So for this next batch of NZ photos, I’ve grouped together some photos of the baches (pronounced "batches") of Rangitoto Island, which is a 30-minute ferry ride from Auckland in the Hauraki Gulf Marine Park. The word "bach" comes from "bachelor", and is currently used to refer to a small cabin, or holiday home, near the water. Eve, our kiwi friend, said that before being used as holiday homes many baches in New Zealand were the homes of single men (thus the naming).
We spent an entire day at Rangitoto Island, and hiked to the top of the dormant volcano. Much of the island is volcanic rock, and there are beaches and woods, as well as hiking paths and these bach settlements. I did a little more research on Rangitoto, and found out that there are currently three bach settlements on the island, and most of the places were built in the 20s and 30s. A lot of the original houses have been destroyed, and there is now a Trust which is working to preserve the remaining buildings as historic places. Here’s what the Rangitoto Island Historic Conservation Trust has to say:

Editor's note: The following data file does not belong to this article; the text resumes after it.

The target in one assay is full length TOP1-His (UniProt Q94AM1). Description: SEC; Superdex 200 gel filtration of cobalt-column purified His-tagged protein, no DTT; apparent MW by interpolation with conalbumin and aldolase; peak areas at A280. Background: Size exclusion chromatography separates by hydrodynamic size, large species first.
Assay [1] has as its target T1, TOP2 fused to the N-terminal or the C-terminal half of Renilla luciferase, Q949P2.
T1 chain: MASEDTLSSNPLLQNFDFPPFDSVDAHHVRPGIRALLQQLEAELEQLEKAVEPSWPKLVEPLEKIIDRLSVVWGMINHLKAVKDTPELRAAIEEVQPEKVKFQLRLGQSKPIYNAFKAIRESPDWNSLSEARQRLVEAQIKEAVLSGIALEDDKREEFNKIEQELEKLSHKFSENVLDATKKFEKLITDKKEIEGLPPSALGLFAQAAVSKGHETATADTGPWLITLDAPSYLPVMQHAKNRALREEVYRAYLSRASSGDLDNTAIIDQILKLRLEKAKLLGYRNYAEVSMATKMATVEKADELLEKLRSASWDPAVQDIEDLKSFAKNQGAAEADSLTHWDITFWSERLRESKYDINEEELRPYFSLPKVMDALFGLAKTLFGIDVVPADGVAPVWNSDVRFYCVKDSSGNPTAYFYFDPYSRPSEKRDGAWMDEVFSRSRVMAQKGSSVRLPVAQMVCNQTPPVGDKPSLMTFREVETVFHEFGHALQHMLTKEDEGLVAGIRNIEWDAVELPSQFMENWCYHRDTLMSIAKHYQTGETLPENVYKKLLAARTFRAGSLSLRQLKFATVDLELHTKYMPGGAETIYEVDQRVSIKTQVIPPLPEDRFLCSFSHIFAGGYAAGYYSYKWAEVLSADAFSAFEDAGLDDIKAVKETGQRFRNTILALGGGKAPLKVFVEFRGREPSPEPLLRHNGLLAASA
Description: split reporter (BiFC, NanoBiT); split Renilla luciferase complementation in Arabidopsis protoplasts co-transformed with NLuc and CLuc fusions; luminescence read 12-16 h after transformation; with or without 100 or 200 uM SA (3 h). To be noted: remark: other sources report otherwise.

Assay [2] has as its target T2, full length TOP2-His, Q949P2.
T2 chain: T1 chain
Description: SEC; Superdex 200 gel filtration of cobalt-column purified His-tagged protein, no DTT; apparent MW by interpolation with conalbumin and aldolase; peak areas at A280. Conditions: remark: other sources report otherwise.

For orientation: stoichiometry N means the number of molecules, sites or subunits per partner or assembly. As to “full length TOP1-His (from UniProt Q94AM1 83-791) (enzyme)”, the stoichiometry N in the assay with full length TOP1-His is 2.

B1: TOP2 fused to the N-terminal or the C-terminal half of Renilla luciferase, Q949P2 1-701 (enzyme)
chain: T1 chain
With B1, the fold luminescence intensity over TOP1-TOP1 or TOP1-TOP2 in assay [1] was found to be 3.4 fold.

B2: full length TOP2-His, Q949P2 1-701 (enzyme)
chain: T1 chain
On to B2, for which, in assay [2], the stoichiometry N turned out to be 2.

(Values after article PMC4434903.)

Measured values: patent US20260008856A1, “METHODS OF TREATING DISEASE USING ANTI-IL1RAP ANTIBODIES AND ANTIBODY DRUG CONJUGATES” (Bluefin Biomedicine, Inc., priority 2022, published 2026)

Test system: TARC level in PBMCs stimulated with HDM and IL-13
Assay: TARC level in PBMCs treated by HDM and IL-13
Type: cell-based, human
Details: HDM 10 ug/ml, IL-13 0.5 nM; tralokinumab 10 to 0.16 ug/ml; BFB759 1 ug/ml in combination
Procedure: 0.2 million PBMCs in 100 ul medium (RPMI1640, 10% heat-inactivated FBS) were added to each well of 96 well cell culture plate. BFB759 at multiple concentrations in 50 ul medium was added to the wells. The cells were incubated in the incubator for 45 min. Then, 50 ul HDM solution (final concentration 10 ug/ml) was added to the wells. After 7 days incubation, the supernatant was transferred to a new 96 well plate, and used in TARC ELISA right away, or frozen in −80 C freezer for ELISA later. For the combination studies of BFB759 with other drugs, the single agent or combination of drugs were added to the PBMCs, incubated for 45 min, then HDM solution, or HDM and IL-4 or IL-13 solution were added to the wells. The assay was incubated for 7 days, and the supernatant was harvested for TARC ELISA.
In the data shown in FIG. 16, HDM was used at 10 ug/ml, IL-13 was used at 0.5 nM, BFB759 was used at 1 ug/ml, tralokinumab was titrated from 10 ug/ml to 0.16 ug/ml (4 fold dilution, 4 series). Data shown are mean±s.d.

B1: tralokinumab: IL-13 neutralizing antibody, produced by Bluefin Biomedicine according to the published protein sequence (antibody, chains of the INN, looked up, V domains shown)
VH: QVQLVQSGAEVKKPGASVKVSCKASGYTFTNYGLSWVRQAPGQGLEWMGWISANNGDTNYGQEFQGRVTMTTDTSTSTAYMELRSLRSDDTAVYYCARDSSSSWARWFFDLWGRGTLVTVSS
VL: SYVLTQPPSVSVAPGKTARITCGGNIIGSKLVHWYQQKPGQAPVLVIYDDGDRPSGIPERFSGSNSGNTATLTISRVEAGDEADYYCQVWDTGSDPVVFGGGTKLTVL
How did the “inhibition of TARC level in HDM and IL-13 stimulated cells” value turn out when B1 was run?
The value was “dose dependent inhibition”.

The bach communities … consist of private holiday dwellings and boatsheds as well as communal facilities such as paths, swimming pool, community hall and tennis courts. Built by families, using the scarce resources of the Depression era, the buildings demonstrate the ‘kiwi’ do-it-yourself, jack-of-all-trades attitudes of the times.
As a result of a prohibition order on further buildings in 1937, the remnants of the communities reflect this specific time in Auckland’s development and as a result they are part of local history involving typical New Zealanders in a unique environment.
Because other bach communities, which were prevalent throughout the country, have virtually disappeared, the Rangitoto bach settlements are irreplaceable artifacts of New Zealand’s architectural, and social history and therefore are important beyond their locality.
We didn’t see any remnants of swimming pools or tennis courts, but we saw a bunch of the existing houses; some are still used by the families who built them. These photos show a snapshot of the architecture, art, and some of the decay, of the buildings.